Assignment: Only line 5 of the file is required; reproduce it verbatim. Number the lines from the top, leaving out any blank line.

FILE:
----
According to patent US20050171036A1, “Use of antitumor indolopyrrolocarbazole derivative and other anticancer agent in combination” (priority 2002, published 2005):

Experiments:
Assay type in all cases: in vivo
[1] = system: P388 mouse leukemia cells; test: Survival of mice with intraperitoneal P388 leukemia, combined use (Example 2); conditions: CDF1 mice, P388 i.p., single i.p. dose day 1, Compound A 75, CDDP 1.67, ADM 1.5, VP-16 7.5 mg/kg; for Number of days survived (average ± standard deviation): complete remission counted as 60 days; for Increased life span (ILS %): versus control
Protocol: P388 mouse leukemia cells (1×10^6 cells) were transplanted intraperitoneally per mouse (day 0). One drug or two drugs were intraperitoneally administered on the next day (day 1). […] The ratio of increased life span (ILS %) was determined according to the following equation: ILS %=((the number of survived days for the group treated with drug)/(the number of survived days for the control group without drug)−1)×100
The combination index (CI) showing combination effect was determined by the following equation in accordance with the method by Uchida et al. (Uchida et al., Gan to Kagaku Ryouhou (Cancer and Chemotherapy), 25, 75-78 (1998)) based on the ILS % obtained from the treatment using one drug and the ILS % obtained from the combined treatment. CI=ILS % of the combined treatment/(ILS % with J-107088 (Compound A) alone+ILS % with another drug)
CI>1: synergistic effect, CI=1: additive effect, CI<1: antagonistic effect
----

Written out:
Protocol: P388 mouse leukemia cells (1×10^6 cells) were transplanted intraperitoneally per mouse (day 0). One drug or two drugs were intraperitoneally administered on the next day (day 1). […] The ratio of increased life span (ILS %) was determined according to the following equation: ILS %=((the number of survived days for the group treated with drug)/(the number of survived days for the control group without drug)−1)×100